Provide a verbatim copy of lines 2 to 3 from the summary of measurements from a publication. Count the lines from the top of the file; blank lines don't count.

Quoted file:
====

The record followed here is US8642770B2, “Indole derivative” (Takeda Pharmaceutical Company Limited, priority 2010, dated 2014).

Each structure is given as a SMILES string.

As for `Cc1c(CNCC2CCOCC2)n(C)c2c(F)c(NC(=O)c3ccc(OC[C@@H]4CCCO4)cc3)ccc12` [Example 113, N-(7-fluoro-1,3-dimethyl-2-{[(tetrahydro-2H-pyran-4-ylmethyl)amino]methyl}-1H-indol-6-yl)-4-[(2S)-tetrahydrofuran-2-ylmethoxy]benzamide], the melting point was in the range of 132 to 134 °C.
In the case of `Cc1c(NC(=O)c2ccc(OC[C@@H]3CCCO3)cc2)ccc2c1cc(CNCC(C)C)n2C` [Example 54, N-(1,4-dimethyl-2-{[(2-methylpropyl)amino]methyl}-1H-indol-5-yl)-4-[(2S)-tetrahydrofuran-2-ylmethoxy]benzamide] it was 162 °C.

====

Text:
Each structure is given as a SMILES string.

As for `Cc1c(CNCC2CCOCC2)n(C)c2c(F)c(NC(=O)c3ccc(OC[C@@H]4CCCO4)cc3)ccc12` [Example 113, N-(7-fluoro-1,3-dimethyl-2-{[(tetrahydro-2H-pyran-4-ylmethyl)amino]methyl}-1H-indol-6-yl)-4-[(2S)-tetrahydrofuran-2-ylmethoxy]benzamide], the melting point was in the range of 132 to 134 °C.